05 March 2020
CEO Update: "Global entrepreneur" joins Bartier Perry Board
Like most of our clients we see the value of having a different voice and perspective around the table when making important strategic decisions.
Our recently appointed non-executive Director Trena Blair is not a lawyer.
She is though, according to Forbes magazine, a “global entrepreneur” who through her consultancy has mentored more than 50 small and medium-sized Australian companies looking to launch in the United States.
A former senior executive at American Express, Trena has also advised the Australian Graduate School of Management at the University of New South Wales Business School, on matters and coursework relating to entrepreneurship.
In one sense Trena is a perfect fit with Bartier Perry in that our firm and many of our clients are growing fast. In another way she is the perfect antidote to challenge our thinking and approach as a firm. In particular, we value Trena’s knowledge of the tech sector and the rapid developments that will impact all businesses.
Our Chairman Andrew Frankland and I are delighted that Trena, who has no previous connection to the firm, has joined our Board.
In conversing with her a lot of her insights seemed highly applicable to our clients and so she has been kind enough to share some of these insights in the Q&A below.
What are some of the mistakes fast growing businesses make?
We advise a lot of Australian businesses expanding into the US. And one thing you frequently come across is that their technology is not scalable for international expansion. As an example their Australian inventory system can’t be rolled out in America. So you need to make sure all your systems can cater for growth. You need to bring the governance around scaling.
When you talk about the importance of governance and process a lot of the start-up culture is portrayed as an anti-thesis to such “bureaucratic” concepts.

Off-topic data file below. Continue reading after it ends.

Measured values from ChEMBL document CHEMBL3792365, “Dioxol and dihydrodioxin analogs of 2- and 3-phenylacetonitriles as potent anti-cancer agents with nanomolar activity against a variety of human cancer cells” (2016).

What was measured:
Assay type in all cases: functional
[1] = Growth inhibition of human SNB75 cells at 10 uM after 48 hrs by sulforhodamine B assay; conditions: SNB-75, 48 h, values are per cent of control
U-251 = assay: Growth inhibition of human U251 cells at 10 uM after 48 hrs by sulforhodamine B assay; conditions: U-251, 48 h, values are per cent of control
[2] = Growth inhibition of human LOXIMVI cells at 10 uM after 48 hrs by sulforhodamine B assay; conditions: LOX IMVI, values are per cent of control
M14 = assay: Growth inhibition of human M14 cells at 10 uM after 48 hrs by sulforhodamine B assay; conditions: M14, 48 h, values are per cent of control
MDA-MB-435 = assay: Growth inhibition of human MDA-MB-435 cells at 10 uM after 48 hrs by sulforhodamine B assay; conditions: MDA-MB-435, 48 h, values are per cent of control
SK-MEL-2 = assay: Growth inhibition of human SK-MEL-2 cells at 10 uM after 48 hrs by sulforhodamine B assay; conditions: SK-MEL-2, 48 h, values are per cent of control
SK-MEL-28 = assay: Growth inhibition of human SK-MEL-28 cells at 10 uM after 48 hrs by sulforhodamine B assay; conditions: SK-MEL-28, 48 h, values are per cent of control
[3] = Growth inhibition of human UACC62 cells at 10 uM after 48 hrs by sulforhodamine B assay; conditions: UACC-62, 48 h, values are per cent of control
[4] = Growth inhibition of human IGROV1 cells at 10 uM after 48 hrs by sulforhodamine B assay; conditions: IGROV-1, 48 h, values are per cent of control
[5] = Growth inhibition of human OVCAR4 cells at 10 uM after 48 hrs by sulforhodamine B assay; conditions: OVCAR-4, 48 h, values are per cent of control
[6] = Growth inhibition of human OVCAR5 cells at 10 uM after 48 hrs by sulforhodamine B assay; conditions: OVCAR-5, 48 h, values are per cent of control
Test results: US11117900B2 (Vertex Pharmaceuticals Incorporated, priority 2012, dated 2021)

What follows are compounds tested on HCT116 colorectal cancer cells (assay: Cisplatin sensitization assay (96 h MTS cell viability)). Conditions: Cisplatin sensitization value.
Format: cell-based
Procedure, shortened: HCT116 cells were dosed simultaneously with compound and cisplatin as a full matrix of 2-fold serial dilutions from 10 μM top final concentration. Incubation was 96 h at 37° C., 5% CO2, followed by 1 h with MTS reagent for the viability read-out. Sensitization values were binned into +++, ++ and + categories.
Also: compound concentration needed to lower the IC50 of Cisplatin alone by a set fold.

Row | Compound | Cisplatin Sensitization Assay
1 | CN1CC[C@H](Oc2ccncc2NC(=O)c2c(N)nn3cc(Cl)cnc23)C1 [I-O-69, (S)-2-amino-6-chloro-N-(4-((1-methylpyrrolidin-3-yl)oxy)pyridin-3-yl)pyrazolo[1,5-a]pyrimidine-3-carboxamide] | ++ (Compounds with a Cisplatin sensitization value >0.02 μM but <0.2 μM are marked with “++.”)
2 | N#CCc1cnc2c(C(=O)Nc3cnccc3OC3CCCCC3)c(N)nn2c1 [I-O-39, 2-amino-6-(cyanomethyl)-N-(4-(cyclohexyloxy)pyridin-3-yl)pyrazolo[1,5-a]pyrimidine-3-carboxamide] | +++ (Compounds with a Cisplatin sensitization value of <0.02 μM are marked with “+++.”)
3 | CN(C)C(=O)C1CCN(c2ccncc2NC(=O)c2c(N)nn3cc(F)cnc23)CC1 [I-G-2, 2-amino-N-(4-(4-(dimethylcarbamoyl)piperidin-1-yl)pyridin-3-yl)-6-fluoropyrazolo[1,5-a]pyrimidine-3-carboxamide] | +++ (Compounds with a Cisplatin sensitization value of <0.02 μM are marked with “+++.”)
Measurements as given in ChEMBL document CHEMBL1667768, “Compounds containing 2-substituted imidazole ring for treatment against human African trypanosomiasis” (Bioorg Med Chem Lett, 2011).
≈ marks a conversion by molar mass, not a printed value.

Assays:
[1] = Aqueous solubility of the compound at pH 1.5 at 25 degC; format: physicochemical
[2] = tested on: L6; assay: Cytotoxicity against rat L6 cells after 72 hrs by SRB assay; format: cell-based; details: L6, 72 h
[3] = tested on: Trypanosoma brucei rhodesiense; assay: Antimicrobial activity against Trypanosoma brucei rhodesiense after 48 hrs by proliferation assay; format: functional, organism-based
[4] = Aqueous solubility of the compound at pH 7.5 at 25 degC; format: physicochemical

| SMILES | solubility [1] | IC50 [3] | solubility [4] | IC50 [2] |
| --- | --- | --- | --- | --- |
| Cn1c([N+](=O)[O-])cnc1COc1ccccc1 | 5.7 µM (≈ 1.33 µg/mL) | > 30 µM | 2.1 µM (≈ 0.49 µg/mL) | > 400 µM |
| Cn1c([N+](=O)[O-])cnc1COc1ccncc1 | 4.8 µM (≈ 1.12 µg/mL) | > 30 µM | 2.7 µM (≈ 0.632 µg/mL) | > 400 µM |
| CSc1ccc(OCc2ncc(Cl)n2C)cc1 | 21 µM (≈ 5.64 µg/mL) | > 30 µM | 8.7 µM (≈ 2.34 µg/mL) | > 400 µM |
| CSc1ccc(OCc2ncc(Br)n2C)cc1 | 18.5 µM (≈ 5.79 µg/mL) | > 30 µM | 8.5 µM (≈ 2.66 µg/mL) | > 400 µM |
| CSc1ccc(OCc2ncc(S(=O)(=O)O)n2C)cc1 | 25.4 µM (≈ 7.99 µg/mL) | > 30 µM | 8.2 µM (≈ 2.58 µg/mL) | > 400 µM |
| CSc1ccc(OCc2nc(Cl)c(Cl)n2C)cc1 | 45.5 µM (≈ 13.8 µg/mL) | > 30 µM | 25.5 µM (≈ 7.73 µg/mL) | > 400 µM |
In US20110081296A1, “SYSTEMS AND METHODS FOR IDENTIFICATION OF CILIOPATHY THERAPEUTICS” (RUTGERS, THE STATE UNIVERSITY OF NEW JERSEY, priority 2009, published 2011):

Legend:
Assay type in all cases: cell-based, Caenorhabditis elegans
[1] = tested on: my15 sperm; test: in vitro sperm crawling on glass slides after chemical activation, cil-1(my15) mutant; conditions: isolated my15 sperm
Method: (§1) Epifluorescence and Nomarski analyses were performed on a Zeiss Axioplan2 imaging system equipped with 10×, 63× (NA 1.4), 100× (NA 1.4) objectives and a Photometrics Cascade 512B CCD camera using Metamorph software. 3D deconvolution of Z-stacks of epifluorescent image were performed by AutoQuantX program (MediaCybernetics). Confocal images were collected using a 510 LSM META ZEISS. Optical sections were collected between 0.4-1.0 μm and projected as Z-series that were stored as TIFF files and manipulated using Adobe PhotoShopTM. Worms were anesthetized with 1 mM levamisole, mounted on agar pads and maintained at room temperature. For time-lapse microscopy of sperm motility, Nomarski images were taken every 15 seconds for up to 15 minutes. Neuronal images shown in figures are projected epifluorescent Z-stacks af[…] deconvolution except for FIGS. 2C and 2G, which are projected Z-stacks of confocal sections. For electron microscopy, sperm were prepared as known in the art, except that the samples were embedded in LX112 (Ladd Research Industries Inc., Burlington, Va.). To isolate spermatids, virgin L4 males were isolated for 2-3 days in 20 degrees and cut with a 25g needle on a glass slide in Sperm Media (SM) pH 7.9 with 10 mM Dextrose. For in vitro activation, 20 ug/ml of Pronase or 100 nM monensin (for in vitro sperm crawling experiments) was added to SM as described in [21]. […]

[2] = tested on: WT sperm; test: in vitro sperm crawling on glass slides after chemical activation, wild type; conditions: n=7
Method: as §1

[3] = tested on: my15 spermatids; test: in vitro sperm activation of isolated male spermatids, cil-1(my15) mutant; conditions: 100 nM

It’s a balancing act and a lot of companies we see are really beginning to think about entrepreneurial risk. Culture for me is clearly number one. But if the systems and processes are not in place to support that culture the business will implode and very, very quickly.
You have worked around the world for American Express, a company famous for its customer-centric culture. What’s the balance between the growing use of Artificial Intelligence by business and good old fashioned service?
It’s not a one or the other equation. I use AI in my business and it’s a godsend, it’s incredible. One-to-one relationships will always be important but there will be increased use of AI type processes. In the case of the law it’s about asking, ‘What is the future of work for lawyers in 10 to 20 years?’ and focusing on how AI can free them up to build better client relationships.
So technology cannot replace or replicate strong interpersonal relationships?
Any good business is focused on both clients and culture and I do think we’re circling back to that as a society.
Finally, what do you see yourself bringing as a newly appointed non-executive Director of the Bartier Perry Board?
A different lens based on corporate experience here and in the United States.